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Books featuring homeschoolers

Books about homeschoolers

“Please excuse my child from school. I’m a vampire, and she might be one, too.”

Like other kids, homeschoolers can be inspired by seeing themselves in fiction. The problem is that many of the depictions of homeschoolers in mainstream fiction depend on misinformation and depict homeschoolers as two-dimensional. The books on this list all show more well-rounded depictions of homeschool life.

Some of them are older books from before the time when homeschoolers were considered unusual. Many are more recent, positive depictions of kids living modern homeschooling lives. Please leave other suggestions in the comments below. (I haven’t read all of these, so let me know if any don’t belong on this list.)


My book, Hanna, Homeschooler, follows seven-year-old Hanna as she moves to a new town and makes new friends.

Young Readers (picture and chapter books):


Middle Grade (8-13 years):

Like many gentlemen of his era, young Victor Frankenstein was homeschooled.


Young Adult (13+):

  • Carter, Ally: I’d Tell You I Love You, But Then I’d Have to Kill You
  • Hubbard, Susan: The Society of S
    I enjoyed this book, which is quite well-written. The main character is the daughter of a vampire and a human who is kept in 19th-century style seclusion due to her “condition”—she may be a vampire like her father. Her father is distant but loving and she gets a fine classical homeschool education. Although the theme of this book is lovely—finding family and love—it does contain some grisly murders and wouldn’t be appropriate for younger kids.
  • Johnson, J.J.: This Girl Is Different
  • Lee, Harper: To Kill a Mockingbird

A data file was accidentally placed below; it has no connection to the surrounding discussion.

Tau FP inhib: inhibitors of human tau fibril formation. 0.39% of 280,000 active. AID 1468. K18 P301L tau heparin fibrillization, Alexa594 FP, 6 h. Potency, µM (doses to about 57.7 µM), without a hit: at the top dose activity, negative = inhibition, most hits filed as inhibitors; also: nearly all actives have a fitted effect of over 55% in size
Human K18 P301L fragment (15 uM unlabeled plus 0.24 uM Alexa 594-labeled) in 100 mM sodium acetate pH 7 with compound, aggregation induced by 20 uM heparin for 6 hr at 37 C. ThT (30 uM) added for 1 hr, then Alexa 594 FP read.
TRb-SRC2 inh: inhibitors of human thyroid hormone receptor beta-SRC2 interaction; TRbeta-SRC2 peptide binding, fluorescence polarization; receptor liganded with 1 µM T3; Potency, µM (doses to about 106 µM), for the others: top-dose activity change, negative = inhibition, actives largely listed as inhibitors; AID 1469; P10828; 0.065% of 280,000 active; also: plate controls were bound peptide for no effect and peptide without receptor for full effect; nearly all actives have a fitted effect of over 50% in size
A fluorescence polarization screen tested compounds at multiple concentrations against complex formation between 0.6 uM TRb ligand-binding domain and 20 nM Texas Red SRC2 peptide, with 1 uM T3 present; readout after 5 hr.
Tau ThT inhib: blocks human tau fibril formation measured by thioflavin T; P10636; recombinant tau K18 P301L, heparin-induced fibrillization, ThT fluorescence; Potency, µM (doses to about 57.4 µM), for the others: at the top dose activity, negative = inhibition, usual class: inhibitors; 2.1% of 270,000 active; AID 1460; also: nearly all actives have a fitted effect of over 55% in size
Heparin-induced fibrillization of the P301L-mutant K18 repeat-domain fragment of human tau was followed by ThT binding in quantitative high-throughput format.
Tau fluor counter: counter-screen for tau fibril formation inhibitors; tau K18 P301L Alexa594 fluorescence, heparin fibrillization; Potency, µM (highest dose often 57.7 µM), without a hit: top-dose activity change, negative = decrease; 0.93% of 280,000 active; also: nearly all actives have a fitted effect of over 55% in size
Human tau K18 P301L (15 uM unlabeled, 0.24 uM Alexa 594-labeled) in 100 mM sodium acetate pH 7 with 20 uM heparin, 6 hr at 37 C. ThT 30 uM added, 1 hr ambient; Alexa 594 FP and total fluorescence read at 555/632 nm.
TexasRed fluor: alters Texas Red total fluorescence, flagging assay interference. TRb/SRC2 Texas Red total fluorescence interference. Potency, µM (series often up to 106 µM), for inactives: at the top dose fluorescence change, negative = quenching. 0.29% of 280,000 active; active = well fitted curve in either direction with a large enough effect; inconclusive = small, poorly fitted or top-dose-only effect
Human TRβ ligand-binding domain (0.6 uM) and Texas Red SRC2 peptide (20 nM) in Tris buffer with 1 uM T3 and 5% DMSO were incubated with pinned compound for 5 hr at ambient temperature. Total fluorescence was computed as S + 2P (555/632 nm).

I reread this recently and I was surprised to see that Atticus and his brother “never went to school.” Atticus is a lawyer, his brother is a doctor. When Scout first goes to school, the teacher tells her that “your daddy taught you wrong” because she could already read. Scout is mighty confused at this, as she could read for as long as she could remember. Not a book about homeschooling, but the message about the damage that school and bad teachers can do is loud and clear.
  • Mull, Brandon: Beyonders: A World Without Heroes
  • Oppel, Kenneth: This Dark Endeavor and sequels
    I have only read the first of this series. It portrays young Victor’s education as rather more lacking than the original Frankenstein (see Shelley below). It’s not anti-homeschooling, but it does point out the problem that can arise when a parent simply isn’t interested in an entire field of study and doesn’t guide his son’s studies in that area.
  • Shelley, Mary: Frankenstein
    Similar to The Secret Garden, this book hearkens back to a time and place when schooling was not the only way to learn. Young Victor Frankenstein and his cohorts do OK, though Victor does have a bit of a problem with the question of whether it’s moral to create a new life and then abandon it. Apparently, Daddy forgot to teach that high school class on ethics.
  • Sloan, Holly Goldberg: I’ll Be There
  • Spinelli, Jerry: Stargirl

Posted in Education, Homeschooling, Parenting.

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3 Responses

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  1. Amy says

    “My Home, My School” by Jonathan Bean
    A new book, but very cute… we love all of his books!

Continuing the Discussion

  1. Worthy Reads | Mama of Letters linked to this post on January 7, 2013

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